Become the friendly librarian of your content
Main Project Content
One of the analogies I reach for when talking about content discovery on the internet is something that happened when I was a child. I lived in a suburban town with a large library and I was a voracious reader.
One day when I’d finished every book by a particular author (I forget who) and was searching for something to read, I was faced by shelf upon shelf of tightly packed books showing nothing but their spines. There wasn’t enough information on those spines to enable me to choose and, overwhelmed by choice, I found it impossible to select a new book. Fortunately, libraries have librarians whose job it is to help out frustrated nine-year-olds and my childhood reading career was gently guided in a new direction.
I often remember that experience when reading the internet. Overwhelmed by choice, I’m unsure of what I’ll be getting by visiting a new site and I don’t know what content experience I’m committing myself to, so I retreat into familiar brands. When I do step out of my comfort zone and visit a new site, it’s usually for transactional reasons. I’m not alone, according to Nielsen, the average person visits fewer than 100 websites a month from the many millions that exist.
The challenge to discovery
This challenge to new discovery can be doubly tricky for arts and culture organisations. There’s lots that can get in the way of new discoveries for users of arts and culture sites. Content can often be seen as out of reach, too highbrow, or not presented in a context the audience understands. It could be that the audience think it’s aimed at someone else, or no one at all. Although the transactional sections of cultural websites perform well, traffic to editorial or creative content is often very low. The Head of Digital at one major UK museum told me recently that 50% of the traffic to most museum websites goes to the ‘how to get here pages’ rather than to any of the expensive digital content they’ve created.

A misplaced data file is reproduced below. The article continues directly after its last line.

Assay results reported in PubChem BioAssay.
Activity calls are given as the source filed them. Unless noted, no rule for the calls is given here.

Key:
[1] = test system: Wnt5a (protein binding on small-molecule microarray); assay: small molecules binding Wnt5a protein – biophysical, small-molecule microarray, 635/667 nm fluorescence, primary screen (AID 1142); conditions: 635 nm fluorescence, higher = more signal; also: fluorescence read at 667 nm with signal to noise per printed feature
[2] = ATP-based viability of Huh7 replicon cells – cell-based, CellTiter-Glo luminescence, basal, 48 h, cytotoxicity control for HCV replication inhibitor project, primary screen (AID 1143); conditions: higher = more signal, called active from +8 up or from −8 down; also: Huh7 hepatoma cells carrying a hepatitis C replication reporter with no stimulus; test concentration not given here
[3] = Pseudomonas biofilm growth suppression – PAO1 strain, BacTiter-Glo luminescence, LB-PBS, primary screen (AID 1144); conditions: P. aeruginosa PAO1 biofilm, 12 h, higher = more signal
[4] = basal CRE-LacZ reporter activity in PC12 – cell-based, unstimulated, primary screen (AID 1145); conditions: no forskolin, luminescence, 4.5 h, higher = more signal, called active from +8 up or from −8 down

Indeed Culture24 reckon that a cross-section of the top 40 cultural institutions only generate around 0.04% of traffic to UK websites. While there are some problems with that analysis, it’s a good illustration of how little traffic there is to many cultural websites and although the data is from 2011 the position is likely to be even worse now.
So, do cultural websites need the digital equivalent of a friendly librarian? A mechanism for pointing out that you might actually quite like this thing over here.
Put your content in their library
This was part of the thinking behind the Digital Public Space project which unfortunately seems to have gone away – or at least be in abeyance. It seems clear that the realm for public discussion is being increasingly privatised and exists primarily in places like Facebook or YouTube. But this is where the audience choose to be, and is to them a comfortable and familiar space, somewhere where they might be tempted to try something new, if it appears in their stream. Research from early in 2017 shows that people are spending 40 minutes a day on YouTube and 35 minutes a day on Facebook. While Facebook was recently caught out having got its stats wrong and significantly inflating the number of times videos are viewed on its platform, the numbers are still impressive; 100 million hours of video is viewed every day on the platform.
If there was any residual doubt it should now be clear that these are the places where cultural institutions should be following the example set by broadcasters and newspapers, using the social platforms as a mechanism for taking content to where people hang out. After all, as storytellers they know how to connect with mass audiences, and have been using social platforms as a kind of friendly librarian for years.
As soon as digital services such as iTunes emerged that challenged the BBC’s market share, it started creating content such as podcasts that could be delivered via iTunes right onto the device that was in a user’s pocket. The BBC also engaged with social platforms, publishing content on to YouTube and Facebook as well as on its own site. Even though the BBC is by far the most-visited UK website, videos on YouTube often get many times the number of views as they did on the BBC site. The reasoning behind the BBC’s embrace of competitive platforms was that short clips could be classed as ‘promotional material’ which would drive visitors to the valuable stuff – i.e the full programmes. If someone finds a clip of a baby marine iguana evading a snake on You Tube they might go and watch the whole episode of Planet Earth.